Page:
In the near future, what you post on social media sites (e.g., Facebook, Instagram, Pinterest, etc.) could affect the price you pay for airline tickets. How's that?
First, airlines already use what the travel industry calls "dynamic pricing" to vary prices by date, time of day, and season. We've all seen higher ticket prices during the holidays and peak travel times. The Telegraph UK reported that airlines want to extend dynamic pricing to set fares by person:
"... the advent of setting fares by the person, rather than the flight, are fast approaching. According to John McBride, director of product management for PROS, a software provider that works with airlines including Lufthansa, Emirates and Southwest, a number of operators have already introduced dynamic pricing on some ticket searches. "2018 will be a very phenomenal year in terms of traction," he told Travel Weekly..."
And, there was a preliminary industry study about how to do it:
" "The introduction of a Dynamic Pricing Engine will allow an airline to take a base published fare that has already been calculated based on journey characteristics and broad segmentation, and further adjust the fare after evaluating details about the travelers and current market conditions," explains a white paper on pricing written by the Airline Tariff Publishing Company (ATPCO), which counts British Airways, Delta and KLM among its 430 airline customers... An ATPCO working group met [in late February] to discuss dynamic pricing, but it is likely that any roll out to its customers would be incremental."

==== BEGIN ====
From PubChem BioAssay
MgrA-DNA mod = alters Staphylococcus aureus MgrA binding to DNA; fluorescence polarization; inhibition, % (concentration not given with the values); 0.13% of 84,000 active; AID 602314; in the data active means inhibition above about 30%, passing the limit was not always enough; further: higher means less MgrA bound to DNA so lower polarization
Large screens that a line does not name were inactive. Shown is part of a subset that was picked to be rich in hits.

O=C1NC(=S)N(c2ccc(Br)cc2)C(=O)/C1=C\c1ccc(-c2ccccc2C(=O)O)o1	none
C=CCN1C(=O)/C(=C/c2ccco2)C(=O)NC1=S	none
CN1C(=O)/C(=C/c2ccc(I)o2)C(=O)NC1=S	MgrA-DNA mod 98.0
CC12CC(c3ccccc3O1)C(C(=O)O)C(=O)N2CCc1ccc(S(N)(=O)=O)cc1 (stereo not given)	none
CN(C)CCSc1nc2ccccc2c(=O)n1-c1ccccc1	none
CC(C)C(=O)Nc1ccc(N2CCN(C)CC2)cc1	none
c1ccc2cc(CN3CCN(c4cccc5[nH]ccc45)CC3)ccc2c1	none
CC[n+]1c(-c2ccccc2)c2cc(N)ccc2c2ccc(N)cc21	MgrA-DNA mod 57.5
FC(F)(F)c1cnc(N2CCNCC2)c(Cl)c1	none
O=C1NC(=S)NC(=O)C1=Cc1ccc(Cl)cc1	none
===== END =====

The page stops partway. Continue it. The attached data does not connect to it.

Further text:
What's "incremental" mean? Experts say first step would be to vary ticket prices in search results at the airline's site, or at an intermediary's site. There's virtually no way for each traveler to know they'd see a personal price that's higher (or lower) from prices presented to others.
With dynamic pricing per person, business travelers would pay more. And, an airline could automatically bundle several fees (e.g., priority boarding, luggage, meals, etc.) for its loyalty program members into each person's ticket price, obscuring transparency and avoiding fairness. Of course, airlines would pitch this as convenience, but alert consumers know that any convenience always has its price.
Thankfully, some politicians in the United States are paying attention. The Shear Social Media Law & Technology blog summarized the situation very well:
"[Dynamic pricing by person] demonstrates why technology companies and the data collection industry needs greater regulation to protect the personal privacy and free speech rights of Americans. Until Silicon Valley and data brokers are properly regulated Americans will continue to be discriminated against based upon the information that technology companies are collecting about us."
Just because something can be done with technology, doesn't mean it should be done. What do you think?